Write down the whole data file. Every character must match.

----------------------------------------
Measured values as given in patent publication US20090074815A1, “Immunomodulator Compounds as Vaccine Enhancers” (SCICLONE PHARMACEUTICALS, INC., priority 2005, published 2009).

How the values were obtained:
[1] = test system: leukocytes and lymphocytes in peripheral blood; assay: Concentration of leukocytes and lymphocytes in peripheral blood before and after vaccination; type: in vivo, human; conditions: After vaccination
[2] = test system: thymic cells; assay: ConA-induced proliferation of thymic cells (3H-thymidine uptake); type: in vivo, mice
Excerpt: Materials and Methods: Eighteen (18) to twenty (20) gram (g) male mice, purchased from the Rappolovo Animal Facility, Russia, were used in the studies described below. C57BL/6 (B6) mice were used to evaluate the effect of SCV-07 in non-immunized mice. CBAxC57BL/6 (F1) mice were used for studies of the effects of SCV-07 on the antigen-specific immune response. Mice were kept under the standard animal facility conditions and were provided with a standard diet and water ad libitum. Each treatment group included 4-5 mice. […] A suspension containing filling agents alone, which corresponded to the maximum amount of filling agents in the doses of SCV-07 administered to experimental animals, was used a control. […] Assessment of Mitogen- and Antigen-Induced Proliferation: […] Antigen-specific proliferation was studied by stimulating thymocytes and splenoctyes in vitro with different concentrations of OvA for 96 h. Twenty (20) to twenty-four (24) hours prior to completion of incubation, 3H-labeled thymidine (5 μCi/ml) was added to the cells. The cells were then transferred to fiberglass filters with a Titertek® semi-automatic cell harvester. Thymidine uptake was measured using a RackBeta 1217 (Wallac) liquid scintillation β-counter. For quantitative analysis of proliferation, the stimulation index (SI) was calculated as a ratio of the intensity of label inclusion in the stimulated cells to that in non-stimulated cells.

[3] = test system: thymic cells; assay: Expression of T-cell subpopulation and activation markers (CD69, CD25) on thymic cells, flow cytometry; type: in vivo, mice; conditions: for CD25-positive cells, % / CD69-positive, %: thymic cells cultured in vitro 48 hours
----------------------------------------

Measured values as given in patent publication US20090074815A1, “Immunomodulator Compounds as Vaccine Enhancers” (SCICLONE PHARMACEUTICALS, INC., priority 2005, published 2009).

How the values were obtained:
[1] = test system: leukocytes and lymphocytes in peripheral blood; assay: Concentration of leukocytes and lymphocytes in peripheral blood before and after vaccination; type: in vivo, human; conditions: After vaccination
[2] = test system: thymic cells; assay: ConA-induced proliferation of thymic cells (3H-thymidine uptake); type: in vivo, mice
Excerpt: Materials and Methods: Eighteen (18) to twenty (20) gram (g) male mice, purchased from the Rappolovo Animal Facility, Russia, were used in the studies described below. C57BL/6 (B6) mice were used to evaluate the effect of SCV-07 in non-immunized mice. CBAxC57BL/6 (F1) mice were used for studies of the effects of SCV-07 on the antigen-specific immune response. Mice were kept under the standard animal facility conditions and were provided with a standard diet and water ad libitum. Each treatment group included 4-5 mice. […] A suspension containing filling agents alone, which corresponded to the maximum amount of filling agents in the doses of SCV-07 administered to experimental animals, was used a control. […] Assessment of Mitogen- and Antigen-Induced Proliferation: […] Antigen-specific proliferation was studied by stimulating thymocytes and splenoctyes in vitro with different concentrations of OvA for 96 h. Twenty (20) to twenty-four (24) hours prior to completion of incubation, 3H-labeled thymidine (5 μCi/ml) was added to the cells. The cells were then transferred to fiberglass filters with a Titertek® semi-automatic cell harvester. Thymidine uptake was measured using a RackBeta 1217 (Wallac) liquid scintillation β-counter. For quantitative analysis of proliferation, the stimulation index (SI) was calculated as a ratio of the intensity of label inclusion in the stimulated cells to that in non-stimulated cells.

[3] = test system: thymic cells; assay: Expression of T-cell subpopulation and activation markers (CD69, CD25) on thymic cells, flow cytometry; type: in vivo, mice; conditions: for CD25-positive cells, % / CD69-positive, %: thymic cells cultured in vitro 48 hours